And perhaps it is being the child of Holocaust survivors that makes Lee so sensitive to the deaths of those around him in Rush-world. That is understandable. He spends plenty of space in the book grieving over the loss of friends and colleagues who have died from one cause or another. So much so that the narrative almost feels like a wake at times.

One other indulgence that author Lee partakes in less graciously in the book is airing his grudges against those who have slighted him or the band over the years. “Yes, I
am a motherfucker who bears a grudge,” he states. Fair enough; it’s his book and he can write what he likes. But if getting even is your thing, why do it in a book? Why not put it out there on, say, digital social media, where it will hit its intended target with a bang and do some real damage?

But these questions are all beside the point. This book is a story about Lee’s life in the years before, during and after Rush, and there is much to savor in all the inside stories Lee shares publicly for the first time about (ahem) living in the limelight. Not least being the heavy strains on his marriage and family life that the whole Rush business had caused him over the years, something he comes back to repeatedly in the book.

The largest gig of Rush’s career took place in Toronto in 2003, where about half a million people (think: Woodstock) had gathered for “Toronto Rocks,” a daylong concert that featured a lineup of the most famous rock bands in the world doing a benefit show for frontline health care and hospitality workers fighting the SARS pandemic of that time. As Lee relates the experience:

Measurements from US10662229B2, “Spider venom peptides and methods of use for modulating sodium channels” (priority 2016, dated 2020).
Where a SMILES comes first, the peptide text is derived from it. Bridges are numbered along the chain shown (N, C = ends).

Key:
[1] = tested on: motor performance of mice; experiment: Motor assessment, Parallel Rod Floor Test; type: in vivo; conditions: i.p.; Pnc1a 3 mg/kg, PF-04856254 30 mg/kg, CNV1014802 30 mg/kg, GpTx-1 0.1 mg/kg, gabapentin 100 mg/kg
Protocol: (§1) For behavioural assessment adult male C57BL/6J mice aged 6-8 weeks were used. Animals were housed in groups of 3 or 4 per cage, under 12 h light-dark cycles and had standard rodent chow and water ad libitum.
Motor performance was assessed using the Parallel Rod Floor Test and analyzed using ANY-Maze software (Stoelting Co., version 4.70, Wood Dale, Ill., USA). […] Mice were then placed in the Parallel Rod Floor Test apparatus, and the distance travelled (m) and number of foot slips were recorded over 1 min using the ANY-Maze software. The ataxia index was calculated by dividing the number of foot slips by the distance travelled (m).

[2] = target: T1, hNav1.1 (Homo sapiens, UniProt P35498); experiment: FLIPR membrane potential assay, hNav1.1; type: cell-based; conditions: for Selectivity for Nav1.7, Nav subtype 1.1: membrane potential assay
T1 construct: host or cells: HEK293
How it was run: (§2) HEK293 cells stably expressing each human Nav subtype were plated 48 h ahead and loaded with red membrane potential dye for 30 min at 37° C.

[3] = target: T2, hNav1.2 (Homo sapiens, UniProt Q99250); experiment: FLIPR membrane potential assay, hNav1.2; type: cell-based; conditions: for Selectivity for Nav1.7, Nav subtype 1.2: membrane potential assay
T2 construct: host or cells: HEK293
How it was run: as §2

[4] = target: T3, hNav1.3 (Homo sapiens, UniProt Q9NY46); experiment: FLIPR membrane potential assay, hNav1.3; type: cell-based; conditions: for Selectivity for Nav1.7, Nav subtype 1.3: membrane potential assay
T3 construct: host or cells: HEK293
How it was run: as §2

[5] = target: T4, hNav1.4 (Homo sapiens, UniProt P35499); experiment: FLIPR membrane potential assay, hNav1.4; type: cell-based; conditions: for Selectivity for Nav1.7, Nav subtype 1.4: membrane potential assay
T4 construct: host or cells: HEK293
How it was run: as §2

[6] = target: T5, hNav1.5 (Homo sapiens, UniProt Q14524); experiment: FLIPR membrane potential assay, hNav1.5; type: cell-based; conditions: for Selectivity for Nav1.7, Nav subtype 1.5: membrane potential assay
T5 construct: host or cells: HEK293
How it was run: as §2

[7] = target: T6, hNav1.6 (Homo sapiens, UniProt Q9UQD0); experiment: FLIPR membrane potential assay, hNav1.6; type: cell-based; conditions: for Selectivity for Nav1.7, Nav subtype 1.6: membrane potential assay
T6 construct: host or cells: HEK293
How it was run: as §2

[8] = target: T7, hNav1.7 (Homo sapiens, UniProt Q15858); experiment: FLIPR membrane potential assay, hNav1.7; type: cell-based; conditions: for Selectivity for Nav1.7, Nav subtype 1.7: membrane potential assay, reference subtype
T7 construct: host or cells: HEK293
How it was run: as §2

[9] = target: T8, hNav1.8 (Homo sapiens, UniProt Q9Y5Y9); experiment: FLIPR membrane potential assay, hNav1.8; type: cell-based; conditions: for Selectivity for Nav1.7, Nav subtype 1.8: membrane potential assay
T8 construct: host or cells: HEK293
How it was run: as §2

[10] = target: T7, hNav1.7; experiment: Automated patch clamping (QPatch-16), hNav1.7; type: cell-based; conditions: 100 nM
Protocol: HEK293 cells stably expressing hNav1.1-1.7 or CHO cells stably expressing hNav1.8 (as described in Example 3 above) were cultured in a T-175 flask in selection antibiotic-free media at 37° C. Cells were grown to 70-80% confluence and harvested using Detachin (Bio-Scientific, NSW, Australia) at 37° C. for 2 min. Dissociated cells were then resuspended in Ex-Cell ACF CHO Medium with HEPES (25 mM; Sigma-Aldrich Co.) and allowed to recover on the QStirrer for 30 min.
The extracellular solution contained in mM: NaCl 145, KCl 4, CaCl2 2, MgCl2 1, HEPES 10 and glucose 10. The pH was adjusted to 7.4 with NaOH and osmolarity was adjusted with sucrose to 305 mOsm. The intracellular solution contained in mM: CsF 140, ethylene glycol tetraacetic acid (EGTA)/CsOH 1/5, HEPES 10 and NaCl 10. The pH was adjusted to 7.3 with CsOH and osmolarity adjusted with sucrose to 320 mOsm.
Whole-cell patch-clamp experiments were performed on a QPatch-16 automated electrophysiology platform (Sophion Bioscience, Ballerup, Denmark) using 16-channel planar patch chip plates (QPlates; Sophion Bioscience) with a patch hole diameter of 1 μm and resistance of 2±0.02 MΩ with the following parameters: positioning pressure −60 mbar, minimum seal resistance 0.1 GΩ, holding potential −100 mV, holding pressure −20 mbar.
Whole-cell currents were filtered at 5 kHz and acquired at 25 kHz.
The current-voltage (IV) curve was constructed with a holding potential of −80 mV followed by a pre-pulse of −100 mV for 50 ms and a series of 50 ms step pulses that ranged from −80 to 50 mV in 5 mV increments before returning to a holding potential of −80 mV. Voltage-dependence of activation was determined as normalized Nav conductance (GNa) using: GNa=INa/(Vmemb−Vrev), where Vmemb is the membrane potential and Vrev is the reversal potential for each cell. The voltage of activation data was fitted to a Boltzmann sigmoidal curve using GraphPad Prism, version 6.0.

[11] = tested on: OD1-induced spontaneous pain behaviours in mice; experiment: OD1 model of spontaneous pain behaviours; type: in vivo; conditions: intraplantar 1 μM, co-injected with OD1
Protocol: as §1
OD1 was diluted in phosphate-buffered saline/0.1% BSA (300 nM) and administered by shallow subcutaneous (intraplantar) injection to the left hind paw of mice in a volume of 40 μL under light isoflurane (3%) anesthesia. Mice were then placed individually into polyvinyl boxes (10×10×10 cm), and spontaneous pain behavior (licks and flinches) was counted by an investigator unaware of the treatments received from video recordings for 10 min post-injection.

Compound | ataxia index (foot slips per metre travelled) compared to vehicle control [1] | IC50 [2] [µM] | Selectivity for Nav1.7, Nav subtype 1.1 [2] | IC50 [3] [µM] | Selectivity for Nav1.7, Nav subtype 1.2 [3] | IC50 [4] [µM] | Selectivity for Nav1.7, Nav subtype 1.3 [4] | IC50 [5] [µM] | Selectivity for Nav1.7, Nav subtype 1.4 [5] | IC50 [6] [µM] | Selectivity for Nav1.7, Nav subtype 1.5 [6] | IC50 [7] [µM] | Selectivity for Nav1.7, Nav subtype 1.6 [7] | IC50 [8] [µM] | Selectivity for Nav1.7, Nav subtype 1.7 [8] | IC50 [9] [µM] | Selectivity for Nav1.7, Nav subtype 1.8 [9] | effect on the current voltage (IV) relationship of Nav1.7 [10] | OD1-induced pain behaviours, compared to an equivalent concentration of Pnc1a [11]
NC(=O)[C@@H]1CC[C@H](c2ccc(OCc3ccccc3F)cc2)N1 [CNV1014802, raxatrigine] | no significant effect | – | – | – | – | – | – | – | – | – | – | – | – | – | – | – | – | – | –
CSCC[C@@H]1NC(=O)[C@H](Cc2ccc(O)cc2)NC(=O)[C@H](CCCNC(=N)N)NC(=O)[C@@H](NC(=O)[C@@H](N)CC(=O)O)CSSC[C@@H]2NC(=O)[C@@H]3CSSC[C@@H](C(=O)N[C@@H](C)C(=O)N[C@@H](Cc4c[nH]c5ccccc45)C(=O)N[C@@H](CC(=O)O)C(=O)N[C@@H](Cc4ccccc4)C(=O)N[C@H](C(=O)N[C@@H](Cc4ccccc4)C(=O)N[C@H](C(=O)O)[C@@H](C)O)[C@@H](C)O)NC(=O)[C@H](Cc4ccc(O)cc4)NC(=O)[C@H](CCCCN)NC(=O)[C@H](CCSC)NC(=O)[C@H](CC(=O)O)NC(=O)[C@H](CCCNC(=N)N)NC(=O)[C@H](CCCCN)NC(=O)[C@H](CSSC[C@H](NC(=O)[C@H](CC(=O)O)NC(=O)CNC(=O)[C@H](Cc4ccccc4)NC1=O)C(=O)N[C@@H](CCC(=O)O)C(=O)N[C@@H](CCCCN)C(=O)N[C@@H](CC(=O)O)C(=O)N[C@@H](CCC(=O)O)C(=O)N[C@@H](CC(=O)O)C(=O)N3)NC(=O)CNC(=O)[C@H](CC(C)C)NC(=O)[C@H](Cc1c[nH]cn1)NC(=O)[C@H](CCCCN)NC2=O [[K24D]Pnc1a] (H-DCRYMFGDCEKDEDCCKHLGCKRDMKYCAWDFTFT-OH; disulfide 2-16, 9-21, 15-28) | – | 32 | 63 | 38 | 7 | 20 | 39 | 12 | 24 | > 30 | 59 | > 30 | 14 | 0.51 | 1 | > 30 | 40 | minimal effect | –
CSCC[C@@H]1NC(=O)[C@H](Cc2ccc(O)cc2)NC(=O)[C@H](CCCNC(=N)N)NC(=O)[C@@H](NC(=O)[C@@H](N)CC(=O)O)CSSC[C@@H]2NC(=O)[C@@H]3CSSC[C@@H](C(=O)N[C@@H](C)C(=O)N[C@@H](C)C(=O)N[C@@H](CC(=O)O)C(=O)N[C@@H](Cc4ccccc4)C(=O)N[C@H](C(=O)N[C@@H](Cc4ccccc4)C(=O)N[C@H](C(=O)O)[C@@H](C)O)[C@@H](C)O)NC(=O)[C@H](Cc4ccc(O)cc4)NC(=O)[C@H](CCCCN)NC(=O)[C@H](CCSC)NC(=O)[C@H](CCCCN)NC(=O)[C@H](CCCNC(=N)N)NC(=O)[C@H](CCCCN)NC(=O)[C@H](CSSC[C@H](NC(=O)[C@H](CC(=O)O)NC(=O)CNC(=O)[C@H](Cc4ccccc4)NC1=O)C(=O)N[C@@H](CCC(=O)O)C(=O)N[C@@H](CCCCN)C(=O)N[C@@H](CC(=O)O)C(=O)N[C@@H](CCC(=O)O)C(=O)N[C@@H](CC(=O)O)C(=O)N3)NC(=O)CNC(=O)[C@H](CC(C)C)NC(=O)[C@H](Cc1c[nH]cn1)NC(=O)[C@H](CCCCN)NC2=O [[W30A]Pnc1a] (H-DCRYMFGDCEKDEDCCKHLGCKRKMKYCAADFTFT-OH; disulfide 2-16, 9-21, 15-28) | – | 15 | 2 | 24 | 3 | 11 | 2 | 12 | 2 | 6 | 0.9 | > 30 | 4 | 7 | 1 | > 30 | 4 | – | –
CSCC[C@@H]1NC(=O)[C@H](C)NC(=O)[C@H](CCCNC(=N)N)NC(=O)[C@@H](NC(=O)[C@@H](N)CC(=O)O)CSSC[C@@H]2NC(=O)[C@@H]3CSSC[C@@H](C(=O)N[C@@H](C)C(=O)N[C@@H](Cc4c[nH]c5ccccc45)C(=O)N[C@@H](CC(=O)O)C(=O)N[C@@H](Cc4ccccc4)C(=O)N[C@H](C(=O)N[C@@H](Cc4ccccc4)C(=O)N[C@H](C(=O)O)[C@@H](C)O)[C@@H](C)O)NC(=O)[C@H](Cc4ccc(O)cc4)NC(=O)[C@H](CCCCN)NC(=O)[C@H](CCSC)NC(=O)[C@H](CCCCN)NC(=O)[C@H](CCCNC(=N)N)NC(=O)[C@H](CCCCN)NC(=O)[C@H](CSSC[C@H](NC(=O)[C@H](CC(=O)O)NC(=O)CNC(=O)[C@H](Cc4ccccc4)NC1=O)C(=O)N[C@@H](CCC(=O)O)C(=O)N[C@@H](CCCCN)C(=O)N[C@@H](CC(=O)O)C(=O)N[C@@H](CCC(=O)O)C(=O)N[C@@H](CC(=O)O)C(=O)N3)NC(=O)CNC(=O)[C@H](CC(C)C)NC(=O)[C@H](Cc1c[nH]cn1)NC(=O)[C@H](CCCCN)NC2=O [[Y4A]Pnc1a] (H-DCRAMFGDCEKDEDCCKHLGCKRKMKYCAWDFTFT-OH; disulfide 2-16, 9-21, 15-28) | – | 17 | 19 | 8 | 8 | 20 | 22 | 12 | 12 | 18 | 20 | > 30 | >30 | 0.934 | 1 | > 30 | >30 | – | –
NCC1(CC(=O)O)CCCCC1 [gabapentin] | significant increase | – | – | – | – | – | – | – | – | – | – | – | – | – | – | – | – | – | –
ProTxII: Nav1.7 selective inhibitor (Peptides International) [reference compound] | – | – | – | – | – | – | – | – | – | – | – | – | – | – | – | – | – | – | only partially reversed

Then we went on, and, my god, the view: people as far as the eye could see — the very horizon was moving. It’s an amazing feeling to play to such a crowd. I have tried many times to describe it, but maybe never successfully, so here goes again: before you hit the stage, you have the knowledge and the confidence of months of preparation and playing. You know the material by every possible metric. Still, however much you’ve warmed up in the dressing room, that first song is always about shaking off the cobwebs — especially if you’re singing — even if up there I do look like an organ grinder with everything but the tin cup, more than anything I’m focused on singing in key. On a good night, once I’m locked in, I enter a sort of dream state. I’m in awe but can’t just stand there gawping, I’ve got a job to do, and my brain sort of lifts off. That kind of awareness has always fascinated me: when you feel jacked into every little thing that’s going on around you but in another sense you’re not really there at all. The motor functions of your brain are firing on all cylinders, your fingers are flying up and down the neck of your instrument, but your thoughts are somewhere else entirely.